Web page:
And that, dear friends, is the life lesson I learned from a red nylon strap.
Have you ever tried slacklining?  How long does it take you to get from awful to mediocre at new things?  And when do you usually give up?  (My answer: waaaaay too soon.)

34 New Things: Go To A Bodybuilding Competition

Each year on my birthday I make a list of new things I want to try. Some are easy, some are difficult, some are shockingly mundane. You can read about past adventures here.

One of my absolute favorite things is watching people be incredibly passionate and committed to, well, just about anything. And sometimes?  It’s actually more fun to watch people who are committed to something I do not understand at all.  Like, not even a little bit.While I work out pretty regularly and there was once a time in my life when I could leg press more than my body weight, these days I just fanny around with those purple, 8-pound lady hand weights.  I am very, very unwilling to give up carbs or cheese and while I enjoy fitting into jeans I bought four years ago, I don’t enjoy spending more than 30 minutes a day working out.

You know who will make you want to work out and stop it already with the noodles and butter? The people milling around the lobby of any bodybuilding competition.  AND THAT’S JUST THE AUDIENCE. That doesn’t even include the people competing.

Things of note:

1. All of the competitors had a ‘routine’ that they performed to music of their choice.  A sampling?  Stacy’s Mom, Britney’s I Wanna Go, and that one operatic piece of music that’s used in every slow-motion war scene in every Super Serious Movie.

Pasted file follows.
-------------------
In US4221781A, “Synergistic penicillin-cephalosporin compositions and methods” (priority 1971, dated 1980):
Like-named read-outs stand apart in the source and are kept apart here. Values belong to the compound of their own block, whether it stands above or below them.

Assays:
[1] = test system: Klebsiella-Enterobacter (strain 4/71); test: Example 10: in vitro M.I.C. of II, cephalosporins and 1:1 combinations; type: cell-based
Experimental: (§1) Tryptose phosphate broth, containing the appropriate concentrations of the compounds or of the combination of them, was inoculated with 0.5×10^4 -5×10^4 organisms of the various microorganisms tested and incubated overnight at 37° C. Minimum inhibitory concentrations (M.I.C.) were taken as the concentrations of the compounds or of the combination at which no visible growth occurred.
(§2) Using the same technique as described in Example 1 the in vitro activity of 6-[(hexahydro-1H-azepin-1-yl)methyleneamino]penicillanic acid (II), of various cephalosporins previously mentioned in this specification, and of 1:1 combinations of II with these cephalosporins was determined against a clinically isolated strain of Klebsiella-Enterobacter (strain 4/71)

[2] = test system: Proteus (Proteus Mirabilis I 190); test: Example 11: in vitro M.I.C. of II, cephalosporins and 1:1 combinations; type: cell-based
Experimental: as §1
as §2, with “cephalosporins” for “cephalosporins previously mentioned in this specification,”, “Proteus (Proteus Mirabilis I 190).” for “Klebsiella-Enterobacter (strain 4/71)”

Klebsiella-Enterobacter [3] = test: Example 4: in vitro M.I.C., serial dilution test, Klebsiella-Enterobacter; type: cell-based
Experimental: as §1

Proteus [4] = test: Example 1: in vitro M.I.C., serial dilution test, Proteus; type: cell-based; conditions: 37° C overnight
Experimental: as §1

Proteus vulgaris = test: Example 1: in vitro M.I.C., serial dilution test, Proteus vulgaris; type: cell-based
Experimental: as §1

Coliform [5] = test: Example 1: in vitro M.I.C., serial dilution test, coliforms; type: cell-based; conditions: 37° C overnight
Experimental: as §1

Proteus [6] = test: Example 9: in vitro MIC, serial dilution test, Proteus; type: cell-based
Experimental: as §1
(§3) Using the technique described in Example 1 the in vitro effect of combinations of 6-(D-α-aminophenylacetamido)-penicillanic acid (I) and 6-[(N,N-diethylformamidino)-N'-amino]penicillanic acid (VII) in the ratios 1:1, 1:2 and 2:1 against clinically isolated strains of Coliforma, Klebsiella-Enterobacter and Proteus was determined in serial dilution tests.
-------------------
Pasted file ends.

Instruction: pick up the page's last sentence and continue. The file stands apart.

2. A sampling of performance moves: skipping in a circle while pointing at the audience, stomping and flexing in time to the crescendos of the music, doing the robot.

3. There are two levels of competitors – ‘figure’ and ‘bodybuilding.’  Both groups are about a million times more fit than everyone else in the world, but the ‘bodybuilding’ group is what you think of when you think of Arnold Schwarzenegger. When you see two competitors of different levels standing next to each other, the difference is shocking.

4. Did you know you could have striated butt muscles?  BECA– USE YOU CAN.

5. As each contestant performed their routine, they worked their way through a series of poses that showcased different groups of muscles.  One of these poses involved turning their back to the audience and flexing their back and butt.  At one point, a male competitor apparently didn’t feel that his briefs showcased his gluts well enough because he hooked his thumbs into back panel and pulled it up to show more cheek.

5. Products sold in the lobby: protein drink powder, sparkly tiny swimsuits, tanning stuff, educational videos.

Reading through this post, it sounds as though I viewed this experience through a lens of snark.  But I really, really didn’t.  I mean it when I say that I’m impressed by anybody who’s excited about a hobby and committed to doing something difficult.  Honestly, watching this competition influenced me to buy a pair of ten pound weights!  Watch out, now.  It’s only a matter of time till I’m flexing my way around a stage to this song.

Have you ever watched a bodybuilding competition? Or lift weights seriously?

photo via naturalmnbodybuilding.com